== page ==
Why Walk to end MS
Canada has one of the highest rates of MS in the world. Every day three more Canadians are diagnosed with Multiple Sclerosis, an unpredictable illness that affects vision, balance, memory, mobility, and more. We don’t know what causes MS and currently there is no cure.
Your support means that Canadians who are affected by MS do not have to face it alone.
On August 23rd, 2017 I was diagnosed with Clinically Isolated Syndrome (CIS), the first neurological episode of Multiple Sclerosis (MS). MS occurs when your autoimmune system attacks your central nervous system. All of your nerves are coated with a protective fatty tissue called the myelin sheath. When your autoimmune system attacks the myelin sheath reaching down to the nerve, you may see symptoms. These symptoms may appear for a short time, a long time, come and go, or never go away.
My symptoms began on August 11th, 2017. I experienced benign paroxysmal positional vertigo (BPPV), nausea, vomiting, headaches, unilateral optic neuritis, vision impairment, reduced eye movement, and extreme fatigue. Luckily, the majority of my symptoms have dissipated and I am on medication for the remaining.
I had a MRI on my brain and c-spine with dye injections in my bloodstream on August 22nd, 2017, which showed that I had over 16 lesions (scars on my myelin sheath) and white space on my brain, with the majority of them found on my cerebellum, explaining the severe vertigo that I experienced.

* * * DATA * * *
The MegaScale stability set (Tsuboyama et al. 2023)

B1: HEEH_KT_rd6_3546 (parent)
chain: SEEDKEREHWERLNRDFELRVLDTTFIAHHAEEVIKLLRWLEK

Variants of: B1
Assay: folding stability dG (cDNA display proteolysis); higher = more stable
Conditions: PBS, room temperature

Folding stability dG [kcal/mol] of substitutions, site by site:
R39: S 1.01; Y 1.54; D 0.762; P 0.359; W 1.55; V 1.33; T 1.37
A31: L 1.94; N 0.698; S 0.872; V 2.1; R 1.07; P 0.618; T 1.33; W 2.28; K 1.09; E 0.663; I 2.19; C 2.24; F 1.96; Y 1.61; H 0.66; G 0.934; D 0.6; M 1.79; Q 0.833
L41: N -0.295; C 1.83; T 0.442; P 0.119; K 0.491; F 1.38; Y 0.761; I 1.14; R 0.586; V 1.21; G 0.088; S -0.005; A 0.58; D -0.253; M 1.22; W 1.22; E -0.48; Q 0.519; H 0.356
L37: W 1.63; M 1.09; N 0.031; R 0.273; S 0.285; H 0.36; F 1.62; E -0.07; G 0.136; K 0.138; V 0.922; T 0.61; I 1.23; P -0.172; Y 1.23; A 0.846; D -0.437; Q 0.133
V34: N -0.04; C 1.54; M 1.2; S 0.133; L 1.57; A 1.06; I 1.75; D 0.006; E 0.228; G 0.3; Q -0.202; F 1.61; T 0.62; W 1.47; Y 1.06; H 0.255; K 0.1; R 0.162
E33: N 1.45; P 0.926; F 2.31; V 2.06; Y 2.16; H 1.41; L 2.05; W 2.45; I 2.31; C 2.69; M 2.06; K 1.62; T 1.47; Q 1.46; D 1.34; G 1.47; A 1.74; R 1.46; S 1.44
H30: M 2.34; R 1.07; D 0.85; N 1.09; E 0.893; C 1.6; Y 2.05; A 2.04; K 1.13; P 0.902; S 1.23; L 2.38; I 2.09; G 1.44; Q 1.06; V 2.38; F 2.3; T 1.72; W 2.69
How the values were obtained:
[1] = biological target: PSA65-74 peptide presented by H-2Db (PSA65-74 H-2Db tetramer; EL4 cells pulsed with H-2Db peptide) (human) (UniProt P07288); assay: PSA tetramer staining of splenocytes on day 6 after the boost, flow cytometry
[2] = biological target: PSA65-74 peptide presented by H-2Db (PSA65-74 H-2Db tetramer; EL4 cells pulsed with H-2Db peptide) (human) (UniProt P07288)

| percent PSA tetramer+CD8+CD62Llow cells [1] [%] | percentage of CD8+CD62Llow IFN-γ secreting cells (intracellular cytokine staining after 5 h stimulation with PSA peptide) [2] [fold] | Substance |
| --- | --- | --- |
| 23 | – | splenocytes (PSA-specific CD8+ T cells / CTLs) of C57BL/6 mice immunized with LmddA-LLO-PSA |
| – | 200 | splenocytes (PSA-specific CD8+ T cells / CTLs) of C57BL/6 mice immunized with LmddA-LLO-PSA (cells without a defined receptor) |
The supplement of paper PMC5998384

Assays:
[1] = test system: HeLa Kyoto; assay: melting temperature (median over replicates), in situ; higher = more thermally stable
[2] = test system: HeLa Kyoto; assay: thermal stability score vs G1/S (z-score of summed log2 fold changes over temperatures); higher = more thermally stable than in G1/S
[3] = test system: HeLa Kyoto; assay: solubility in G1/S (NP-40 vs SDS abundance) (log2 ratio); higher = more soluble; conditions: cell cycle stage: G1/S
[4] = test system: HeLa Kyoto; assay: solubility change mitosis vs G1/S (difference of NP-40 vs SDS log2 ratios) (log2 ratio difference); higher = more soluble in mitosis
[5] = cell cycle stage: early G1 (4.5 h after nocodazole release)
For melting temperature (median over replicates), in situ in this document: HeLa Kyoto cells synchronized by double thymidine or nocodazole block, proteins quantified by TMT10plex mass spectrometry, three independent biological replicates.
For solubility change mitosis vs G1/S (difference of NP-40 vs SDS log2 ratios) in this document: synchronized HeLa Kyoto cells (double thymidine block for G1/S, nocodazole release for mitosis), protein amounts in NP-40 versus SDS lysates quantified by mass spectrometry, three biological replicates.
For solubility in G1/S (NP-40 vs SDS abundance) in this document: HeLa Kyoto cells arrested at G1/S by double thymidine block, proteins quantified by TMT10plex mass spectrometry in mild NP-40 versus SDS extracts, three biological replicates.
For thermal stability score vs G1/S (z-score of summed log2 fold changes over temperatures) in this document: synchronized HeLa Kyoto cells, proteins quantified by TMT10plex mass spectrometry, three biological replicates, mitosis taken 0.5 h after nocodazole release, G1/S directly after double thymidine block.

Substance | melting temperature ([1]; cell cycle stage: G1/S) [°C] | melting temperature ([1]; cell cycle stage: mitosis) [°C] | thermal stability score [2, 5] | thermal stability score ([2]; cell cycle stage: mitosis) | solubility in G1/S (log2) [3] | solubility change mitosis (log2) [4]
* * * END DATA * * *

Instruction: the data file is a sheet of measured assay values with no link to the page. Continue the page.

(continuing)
Since being diagnosed, I have made numerous changes in my life including quitting two of my three jobs. I worked at the Whitehorse Lions Aquatics Centre for over ten years, and although my role there changed numerous times, I never had the guts to fully resign. I also worked as a First Aid Instructor at the Yukon College with the Canadian Red Cross; first aid is something that I am familiar with, and passionate about. I began doin gYoga in August 2017 in Whitheorse and in Carcross. I’ve been using a variety of essential oils and have made changes to my diet. Lastly, I have made it my number one priority to focus on health and visit various types of doctors to help me in my journey.
I have a fantastic support system from my family, and close friends for which I am forever grateful. I also have a fantastic medical team behind me and my family doctor has donated numerous hours of her personal time to help me through this maze.
All that being said, I am positive, and will remain positive, that this disease does not, and will not, own me. I’m a fighter and a hell of a good one, so bring it on. Lastly, for those who may have trouble understanding how I can say that I am remaining positive, I want you to think about this: you can't live a positive life with a negative mind.
Update: On February 5th, 2018 I had a follow up MRI and blood work to monitor my CIS. The results were that everything is the same except one lesion has actually improved, which was the best possible outcome.
Thanks for reading <3
When you donate to my fundraising efforts for the MS Walk, your dontaion is invested into research to find the cause and the cure for MS.
Thank you joining my fight to end MS.
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